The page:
Back in 2006, when the boom was booming, the owners of gigantic Upper West Side rental building 30 Lincoln Plaza announced a plan to take the building condo. In a show of supreme kindness, discounts of 25% off the general public prices were offered to building renters—which sounded all great and stuff until the prices were announced and renters immediately started emailing Curbed with comments like, "The prices are astonishing." But in the end, 45 tenants ended up biting—something they now wish they hadn't done following a round of massive PriceChops in late 2008 that has sparked a lawsuit, The Real Deal reports.
Per the Real Deal:
A total of 45 tenants entered agreements to buy their units during the time allotted, though two later backed out, the court documents say. During that time, "not one non-tenant had purchased an apartment in the building," the suit says. Rather than increasing, non-tenant prices allegedly decreased. According to the plan, the sponsor was required to sell at least 87 units in the building before Dec. 17, 2008 in order for the plan to be declared effective. To facilitate that, the sponsor's selling agent approached various brokers in September 2008 and asked them to find buyers at "vastly reduced prices," the suit says.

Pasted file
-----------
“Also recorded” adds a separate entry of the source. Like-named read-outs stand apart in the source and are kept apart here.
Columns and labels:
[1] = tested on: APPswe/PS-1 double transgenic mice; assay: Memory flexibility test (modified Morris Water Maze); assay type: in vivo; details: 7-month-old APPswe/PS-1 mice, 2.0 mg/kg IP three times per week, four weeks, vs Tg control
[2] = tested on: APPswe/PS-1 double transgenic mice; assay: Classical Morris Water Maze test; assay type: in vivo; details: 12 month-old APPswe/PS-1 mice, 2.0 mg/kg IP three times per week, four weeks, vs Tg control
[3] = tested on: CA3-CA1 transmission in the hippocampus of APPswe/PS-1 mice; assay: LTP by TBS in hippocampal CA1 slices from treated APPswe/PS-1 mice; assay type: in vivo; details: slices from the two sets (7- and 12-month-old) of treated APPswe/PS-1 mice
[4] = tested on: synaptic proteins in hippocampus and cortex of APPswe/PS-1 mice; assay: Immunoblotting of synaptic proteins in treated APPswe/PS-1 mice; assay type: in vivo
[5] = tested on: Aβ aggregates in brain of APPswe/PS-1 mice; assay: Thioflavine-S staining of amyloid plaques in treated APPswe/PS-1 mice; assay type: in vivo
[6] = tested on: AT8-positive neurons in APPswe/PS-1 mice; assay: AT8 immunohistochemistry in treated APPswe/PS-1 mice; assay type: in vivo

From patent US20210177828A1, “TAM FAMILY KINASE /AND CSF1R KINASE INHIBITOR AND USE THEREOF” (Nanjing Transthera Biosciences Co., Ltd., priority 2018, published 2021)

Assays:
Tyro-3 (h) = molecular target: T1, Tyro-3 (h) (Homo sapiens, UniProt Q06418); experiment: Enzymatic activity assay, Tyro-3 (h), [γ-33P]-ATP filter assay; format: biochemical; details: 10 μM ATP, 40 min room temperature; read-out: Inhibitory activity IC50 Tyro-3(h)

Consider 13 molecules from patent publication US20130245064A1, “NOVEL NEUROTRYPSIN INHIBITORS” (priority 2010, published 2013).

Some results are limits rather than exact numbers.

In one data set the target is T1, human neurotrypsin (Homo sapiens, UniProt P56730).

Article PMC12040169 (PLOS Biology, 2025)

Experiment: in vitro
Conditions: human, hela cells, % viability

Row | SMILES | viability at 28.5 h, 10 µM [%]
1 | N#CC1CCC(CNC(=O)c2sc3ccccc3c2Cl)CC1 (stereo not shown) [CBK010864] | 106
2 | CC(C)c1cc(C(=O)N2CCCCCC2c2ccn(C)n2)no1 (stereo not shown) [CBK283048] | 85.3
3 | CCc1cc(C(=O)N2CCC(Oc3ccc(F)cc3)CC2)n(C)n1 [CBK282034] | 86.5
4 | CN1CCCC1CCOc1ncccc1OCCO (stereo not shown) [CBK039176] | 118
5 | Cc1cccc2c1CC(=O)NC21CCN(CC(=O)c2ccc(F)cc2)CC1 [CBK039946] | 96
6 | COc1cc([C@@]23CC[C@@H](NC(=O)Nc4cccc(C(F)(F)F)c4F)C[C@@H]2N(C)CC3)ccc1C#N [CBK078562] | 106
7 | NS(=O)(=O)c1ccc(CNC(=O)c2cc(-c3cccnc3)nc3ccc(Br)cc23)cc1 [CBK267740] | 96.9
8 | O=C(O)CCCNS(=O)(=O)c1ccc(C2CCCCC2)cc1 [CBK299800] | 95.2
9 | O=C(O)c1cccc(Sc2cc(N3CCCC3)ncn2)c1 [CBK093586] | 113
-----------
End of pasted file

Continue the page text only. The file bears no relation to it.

The suit charges: "The sponsor was conducting a fire sale of units in the building in order to declare the plan effective."
For example, the suit says, Apartment 6k was priced at $2.39 million in the offering plan, but went into contract for $990,000. Unit 12U was priced at $1.38 million in the plan, but went into contract for $550,000. Unit 9R, listed at $1.42 million, was sold for $625,000.
Them's some fighting PriceChops, to be sure! A spokesman for the Milstein Family, the building's owner, calls the lawsuit "complete nonsense," which is about what one might expect. Color this one on.
· Fire Sale at 30 Lincoln Plaza Prompts Lawsuit Against Milstein [The Real Deal]
· All 30 Lincoln Plaza Coverage [Curbed]